Project Management

Does the Project Manager Stand a Chance?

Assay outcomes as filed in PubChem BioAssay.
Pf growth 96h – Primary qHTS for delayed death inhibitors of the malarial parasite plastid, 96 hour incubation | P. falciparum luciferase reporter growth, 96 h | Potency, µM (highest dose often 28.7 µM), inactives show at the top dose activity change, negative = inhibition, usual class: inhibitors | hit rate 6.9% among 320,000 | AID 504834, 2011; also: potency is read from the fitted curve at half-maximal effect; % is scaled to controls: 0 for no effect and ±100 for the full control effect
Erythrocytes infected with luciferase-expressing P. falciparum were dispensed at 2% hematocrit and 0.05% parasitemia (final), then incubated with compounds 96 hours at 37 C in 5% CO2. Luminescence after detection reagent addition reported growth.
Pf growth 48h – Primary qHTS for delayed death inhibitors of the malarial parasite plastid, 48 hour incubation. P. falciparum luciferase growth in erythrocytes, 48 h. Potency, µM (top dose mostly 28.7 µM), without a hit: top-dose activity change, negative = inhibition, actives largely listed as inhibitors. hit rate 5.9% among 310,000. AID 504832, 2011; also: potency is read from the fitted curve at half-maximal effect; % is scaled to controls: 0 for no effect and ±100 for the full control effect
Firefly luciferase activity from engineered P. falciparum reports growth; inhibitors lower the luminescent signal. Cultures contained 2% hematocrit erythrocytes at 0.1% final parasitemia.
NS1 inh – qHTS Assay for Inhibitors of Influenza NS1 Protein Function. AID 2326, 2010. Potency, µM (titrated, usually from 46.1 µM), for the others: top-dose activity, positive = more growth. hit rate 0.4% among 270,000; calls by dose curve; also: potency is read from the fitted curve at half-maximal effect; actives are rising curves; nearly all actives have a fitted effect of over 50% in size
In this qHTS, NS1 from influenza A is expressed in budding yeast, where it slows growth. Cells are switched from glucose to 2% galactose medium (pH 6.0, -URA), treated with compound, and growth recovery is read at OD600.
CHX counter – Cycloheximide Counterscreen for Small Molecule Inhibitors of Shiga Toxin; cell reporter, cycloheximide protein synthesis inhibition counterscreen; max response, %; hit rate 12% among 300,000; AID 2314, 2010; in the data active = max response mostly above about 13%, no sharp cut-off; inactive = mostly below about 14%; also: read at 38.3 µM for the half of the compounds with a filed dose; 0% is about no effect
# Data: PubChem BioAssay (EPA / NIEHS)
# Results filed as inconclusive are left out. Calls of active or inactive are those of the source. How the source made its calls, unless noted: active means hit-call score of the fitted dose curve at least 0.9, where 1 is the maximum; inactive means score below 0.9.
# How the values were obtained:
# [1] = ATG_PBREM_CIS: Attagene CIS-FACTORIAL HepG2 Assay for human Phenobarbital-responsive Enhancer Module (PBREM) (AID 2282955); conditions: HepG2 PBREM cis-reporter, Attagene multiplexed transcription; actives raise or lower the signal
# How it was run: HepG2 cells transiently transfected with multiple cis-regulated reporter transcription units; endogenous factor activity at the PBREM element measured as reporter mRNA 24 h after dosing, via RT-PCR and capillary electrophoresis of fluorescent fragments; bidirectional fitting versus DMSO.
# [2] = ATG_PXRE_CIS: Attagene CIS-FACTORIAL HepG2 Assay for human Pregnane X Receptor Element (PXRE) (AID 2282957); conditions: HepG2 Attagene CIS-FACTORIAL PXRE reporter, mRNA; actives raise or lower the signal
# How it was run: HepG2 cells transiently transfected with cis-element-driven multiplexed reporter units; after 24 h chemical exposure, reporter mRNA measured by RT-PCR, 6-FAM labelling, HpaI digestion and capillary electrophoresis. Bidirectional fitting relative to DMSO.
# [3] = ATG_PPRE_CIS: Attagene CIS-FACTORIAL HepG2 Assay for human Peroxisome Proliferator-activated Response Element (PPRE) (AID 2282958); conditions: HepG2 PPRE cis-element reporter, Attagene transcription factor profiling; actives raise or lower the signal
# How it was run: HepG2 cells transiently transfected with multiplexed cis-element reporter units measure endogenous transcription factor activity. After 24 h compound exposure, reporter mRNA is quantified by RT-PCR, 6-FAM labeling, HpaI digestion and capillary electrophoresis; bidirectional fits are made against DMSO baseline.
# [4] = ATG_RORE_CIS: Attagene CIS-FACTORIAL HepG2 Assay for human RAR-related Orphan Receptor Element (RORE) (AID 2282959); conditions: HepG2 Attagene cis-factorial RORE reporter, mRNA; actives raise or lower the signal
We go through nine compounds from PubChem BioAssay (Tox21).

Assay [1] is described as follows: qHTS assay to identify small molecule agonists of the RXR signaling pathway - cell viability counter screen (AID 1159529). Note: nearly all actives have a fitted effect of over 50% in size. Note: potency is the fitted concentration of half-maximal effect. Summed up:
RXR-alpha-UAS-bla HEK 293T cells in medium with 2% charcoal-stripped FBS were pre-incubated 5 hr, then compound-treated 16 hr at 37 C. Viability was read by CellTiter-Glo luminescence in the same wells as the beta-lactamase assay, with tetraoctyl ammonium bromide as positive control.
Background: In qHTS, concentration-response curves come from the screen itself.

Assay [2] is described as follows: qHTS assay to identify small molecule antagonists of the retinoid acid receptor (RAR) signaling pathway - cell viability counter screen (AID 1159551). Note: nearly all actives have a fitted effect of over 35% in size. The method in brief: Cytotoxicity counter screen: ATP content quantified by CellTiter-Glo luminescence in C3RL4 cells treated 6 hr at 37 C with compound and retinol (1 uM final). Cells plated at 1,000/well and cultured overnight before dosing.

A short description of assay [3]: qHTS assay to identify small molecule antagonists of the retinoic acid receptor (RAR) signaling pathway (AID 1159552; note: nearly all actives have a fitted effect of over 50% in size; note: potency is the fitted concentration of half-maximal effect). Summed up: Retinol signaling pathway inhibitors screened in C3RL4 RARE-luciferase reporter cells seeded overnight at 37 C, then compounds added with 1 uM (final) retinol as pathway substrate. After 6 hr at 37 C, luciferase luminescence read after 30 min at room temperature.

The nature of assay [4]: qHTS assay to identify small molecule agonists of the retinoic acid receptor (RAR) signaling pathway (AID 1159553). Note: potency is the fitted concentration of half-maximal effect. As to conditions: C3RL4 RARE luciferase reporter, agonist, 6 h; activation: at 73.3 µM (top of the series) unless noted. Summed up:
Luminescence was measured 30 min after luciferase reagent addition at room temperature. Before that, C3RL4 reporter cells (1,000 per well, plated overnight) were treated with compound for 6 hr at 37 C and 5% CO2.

pointing man When projects are poorly planned and the value of their expected outcomes not well-articulated, there is only so much a project manager can do with a faulty foundation. On a blog post at the Association for Project Management, John Ellams writes about a recent event in which Peter Langley, committee member of the Value Management SIG, posed the question of whether project managers stand a chance. In order for project managers to have any hope of making a project work, they must understand the value that the project is expected to have. Ellams uses Langley to give a clear definition to value: We won’t have been the first group that has been reminded by Peter that “Benefit” and “Value” are different things, though may be interrelated. In simple terms value is defined by the following relationship: Value = Satisfaction of Needs / Use of Resources Peter explained that Value should have a link to company strategy and be explicit within the Business Case. However, it is not usually made tangible until after the project has been delivered and can be forgotten as the project team struggles to control cost and time. Ellams finds that many of the same causes of project failure identified back in a 2005 report are still equally troubling today, including lack of clear link to strategy, lack of stakeholder engagement, and lack of wider team/supplier integration. Another study from 2003 finds that problems arise from what can be described as “delusional optimism” in which people overestimate their capabilities, leading them to overestimate benefits, underestimate costs, spin scenarios of success, and overlook potential risks. Ellams concludes that a bit of that optimism might be necessary for project managers to convince themselves that they have leg to stand on, but what they really need is to gather the authority to make sure that projects have received sufficient planning from the outset.

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